Last week, I participated in the very first Public Voices Fellowship at Northwestern University. The fellowship is aimed at giving twenty scholars from across all schools at NU the opportunity to enhance and widen their voices in the public square. For me, I saw this as an important first step in bringing the absent voices of women and underrepresented minorities to the forefront of scholarly discussion beyond academe. Much too often, the lack of institutional access prevents the diverse perspectives of these scholars from appearing in major media outlets. And, when this happens, I believe the general public is deprived of important views and an opportunity is lost in impacting and changing the direction of critical policy debates.
On the morning of the two-day seminar, I recall a news story from Salon entitled “Huge Racial Disparities in Political Journalism: 93 percent of front-page election articles have been written by white journalists.” I actually found this astounding yet it was quite telling of why the Op-Ed Project was launched in the first place. As a political scientist who studies race and ethnic politics from comparative frameworks, this fellowship has given me the chance to widen the discussion of my expertise in an ever-changing area of scholarship.
As I sat in the room full of brilliant colleagues with academic pedigree that is second to none, I found it a bit surprising at how many of us were unsure of how to grapple with “being the expert” and bringing legitimacy to our knowledge in the public square. A telling moment for me was when a colleague raised the question of “what if we are not the best expert? Do we still share the forum with others who might know more or just as much as us?” The simple answer: yes, yes and hell yes. If anything, the two tremendous trainers that day, Michelle Weldon and E.J. Graff, taught us that each of us bring a unique quality to the public dialogue of intellectual discussion. And, that if we do not inject ourselves into the mainstream media, someone else will and more than likely, that person will look nothing like us. The Op-Ed project exists to stem the tide of this imbalance of views.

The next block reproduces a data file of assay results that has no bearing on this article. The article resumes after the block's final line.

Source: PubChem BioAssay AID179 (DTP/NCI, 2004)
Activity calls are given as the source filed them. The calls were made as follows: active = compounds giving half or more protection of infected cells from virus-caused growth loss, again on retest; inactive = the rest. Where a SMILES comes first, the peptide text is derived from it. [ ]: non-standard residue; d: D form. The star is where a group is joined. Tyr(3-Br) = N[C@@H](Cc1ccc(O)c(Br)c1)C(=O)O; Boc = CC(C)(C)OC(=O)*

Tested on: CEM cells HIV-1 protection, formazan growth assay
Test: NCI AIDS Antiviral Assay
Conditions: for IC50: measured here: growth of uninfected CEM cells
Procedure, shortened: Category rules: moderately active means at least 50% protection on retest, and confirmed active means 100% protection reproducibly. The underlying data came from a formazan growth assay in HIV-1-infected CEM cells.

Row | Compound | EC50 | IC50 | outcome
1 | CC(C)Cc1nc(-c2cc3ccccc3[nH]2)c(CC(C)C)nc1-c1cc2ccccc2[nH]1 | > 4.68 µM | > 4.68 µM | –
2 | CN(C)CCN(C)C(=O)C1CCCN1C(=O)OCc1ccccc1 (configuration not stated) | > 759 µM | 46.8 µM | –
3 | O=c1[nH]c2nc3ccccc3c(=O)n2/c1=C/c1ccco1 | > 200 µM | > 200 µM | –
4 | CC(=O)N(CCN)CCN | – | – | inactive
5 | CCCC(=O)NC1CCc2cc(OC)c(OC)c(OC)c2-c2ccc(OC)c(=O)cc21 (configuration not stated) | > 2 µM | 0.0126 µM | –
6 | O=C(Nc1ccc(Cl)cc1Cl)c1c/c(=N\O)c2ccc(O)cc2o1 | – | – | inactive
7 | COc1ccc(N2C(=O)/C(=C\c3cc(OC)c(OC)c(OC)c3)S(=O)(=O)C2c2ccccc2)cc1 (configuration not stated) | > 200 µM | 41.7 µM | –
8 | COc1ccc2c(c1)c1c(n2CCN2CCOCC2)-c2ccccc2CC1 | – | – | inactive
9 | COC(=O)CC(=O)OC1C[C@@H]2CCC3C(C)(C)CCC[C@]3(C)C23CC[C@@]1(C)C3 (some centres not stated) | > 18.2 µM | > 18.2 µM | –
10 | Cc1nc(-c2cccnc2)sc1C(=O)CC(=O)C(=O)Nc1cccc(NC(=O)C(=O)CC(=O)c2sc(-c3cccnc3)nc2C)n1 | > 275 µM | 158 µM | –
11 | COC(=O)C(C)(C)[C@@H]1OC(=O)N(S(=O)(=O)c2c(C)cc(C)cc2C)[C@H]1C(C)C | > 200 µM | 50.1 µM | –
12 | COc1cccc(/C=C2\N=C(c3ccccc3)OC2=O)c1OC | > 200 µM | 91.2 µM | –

It was wonderful to interact with colleagues with different backgrounds, scholarly expertise and knowing we all have the same purpose: to better influence the public debate on important issues. I want to thank the Public Voices fellowship for pushing to improve the public discourse by offering women and underrepresented scholars like myself the chance to be relevant beyond the boundaries of the academic community. The idea is to think BIG! And, I plan to take full advantage of this opportunity.
- Dr. Jaime Dominguez is lecturer of political science at Northwestern University’s Weinberg College of Arts and Sciences.